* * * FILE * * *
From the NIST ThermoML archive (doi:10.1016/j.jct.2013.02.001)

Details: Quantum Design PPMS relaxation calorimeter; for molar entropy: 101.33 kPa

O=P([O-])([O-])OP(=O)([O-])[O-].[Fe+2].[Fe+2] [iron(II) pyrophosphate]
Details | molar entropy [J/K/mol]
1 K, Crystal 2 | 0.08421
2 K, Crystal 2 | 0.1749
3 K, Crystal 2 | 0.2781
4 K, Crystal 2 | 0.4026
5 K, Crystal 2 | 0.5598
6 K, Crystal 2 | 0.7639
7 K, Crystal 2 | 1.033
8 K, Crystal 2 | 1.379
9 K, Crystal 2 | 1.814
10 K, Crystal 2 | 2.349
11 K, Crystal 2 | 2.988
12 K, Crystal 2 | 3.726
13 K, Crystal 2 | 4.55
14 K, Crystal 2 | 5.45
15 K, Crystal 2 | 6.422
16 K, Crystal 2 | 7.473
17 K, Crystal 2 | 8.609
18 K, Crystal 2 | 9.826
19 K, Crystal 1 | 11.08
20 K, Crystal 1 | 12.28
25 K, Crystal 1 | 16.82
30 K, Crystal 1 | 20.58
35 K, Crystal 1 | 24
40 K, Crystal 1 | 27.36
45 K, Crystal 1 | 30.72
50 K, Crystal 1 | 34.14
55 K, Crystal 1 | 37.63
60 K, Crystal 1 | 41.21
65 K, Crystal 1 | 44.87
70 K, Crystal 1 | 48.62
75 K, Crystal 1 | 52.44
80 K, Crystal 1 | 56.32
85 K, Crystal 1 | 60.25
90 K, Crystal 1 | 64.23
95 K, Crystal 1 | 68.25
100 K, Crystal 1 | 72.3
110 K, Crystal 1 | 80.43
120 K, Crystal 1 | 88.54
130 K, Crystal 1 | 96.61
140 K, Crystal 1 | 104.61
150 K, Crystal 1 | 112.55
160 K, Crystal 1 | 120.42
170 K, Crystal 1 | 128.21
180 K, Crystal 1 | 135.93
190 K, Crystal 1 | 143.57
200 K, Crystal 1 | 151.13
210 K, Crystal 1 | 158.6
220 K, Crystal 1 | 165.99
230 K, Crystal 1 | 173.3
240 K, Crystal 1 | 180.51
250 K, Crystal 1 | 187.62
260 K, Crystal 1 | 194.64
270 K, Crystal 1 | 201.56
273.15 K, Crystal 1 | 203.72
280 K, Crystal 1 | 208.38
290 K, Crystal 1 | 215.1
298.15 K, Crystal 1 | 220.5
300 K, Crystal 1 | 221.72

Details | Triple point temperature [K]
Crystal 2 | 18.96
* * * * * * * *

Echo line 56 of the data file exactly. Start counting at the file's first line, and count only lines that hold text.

260 K, Crystal 1 | 194.64